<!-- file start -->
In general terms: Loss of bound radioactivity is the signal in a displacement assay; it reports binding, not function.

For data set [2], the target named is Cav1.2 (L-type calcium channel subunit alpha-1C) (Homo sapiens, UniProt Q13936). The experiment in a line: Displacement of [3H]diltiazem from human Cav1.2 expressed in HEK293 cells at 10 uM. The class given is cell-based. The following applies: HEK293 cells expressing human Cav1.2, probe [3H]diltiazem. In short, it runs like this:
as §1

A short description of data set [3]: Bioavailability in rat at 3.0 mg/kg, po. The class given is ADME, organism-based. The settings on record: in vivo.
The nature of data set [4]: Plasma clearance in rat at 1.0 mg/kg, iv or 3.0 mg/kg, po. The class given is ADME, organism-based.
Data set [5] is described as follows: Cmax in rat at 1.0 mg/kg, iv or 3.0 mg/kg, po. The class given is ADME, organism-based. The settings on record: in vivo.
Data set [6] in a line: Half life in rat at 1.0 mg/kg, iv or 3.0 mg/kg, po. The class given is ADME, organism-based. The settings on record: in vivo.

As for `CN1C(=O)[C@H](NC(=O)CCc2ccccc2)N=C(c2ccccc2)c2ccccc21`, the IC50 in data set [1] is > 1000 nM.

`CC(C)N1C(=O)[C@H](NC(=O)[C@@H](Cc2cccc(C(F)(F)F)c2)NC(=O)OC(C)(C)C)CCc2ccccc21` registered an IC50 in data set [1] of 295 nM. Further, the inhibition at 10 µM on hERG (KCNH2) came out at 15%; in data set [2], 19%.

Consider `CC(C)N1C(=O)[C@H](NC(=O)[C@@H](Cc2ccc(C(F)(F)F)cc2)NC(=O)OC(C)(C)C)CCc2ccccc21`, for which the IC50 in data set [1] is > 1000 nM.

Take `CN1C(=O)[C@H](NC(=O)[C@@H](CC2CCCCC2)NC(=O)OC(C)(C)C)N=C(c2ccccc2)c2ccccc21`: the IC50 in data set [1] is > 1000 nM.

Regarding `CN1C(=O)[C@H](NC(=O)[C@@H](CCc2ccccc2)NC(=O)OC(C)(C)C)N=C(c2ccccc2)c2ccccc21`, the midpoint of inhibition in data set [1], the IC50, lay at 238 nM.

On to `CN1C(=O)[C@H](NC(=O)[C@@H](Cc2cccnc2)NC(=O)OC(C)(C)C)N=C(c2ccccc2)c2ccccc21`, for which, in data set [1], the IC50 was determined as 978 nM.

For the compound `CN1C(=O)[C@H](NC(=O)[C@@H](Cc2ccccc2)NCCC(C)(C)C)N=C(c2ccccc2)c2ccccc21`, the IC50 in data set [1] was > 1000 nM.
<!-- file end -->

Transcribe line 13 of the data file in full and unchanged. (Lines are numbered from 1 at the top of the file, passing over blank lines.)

On to `CN1C(=O)[C@H](NC(=O)[C@@H](Cc2cccnc2)NC(=O)OC(C)(C)C)N=C(c2ccccc2)c2ccccc21`, for which, in data set [1], the IC50 was determined as 978 nM.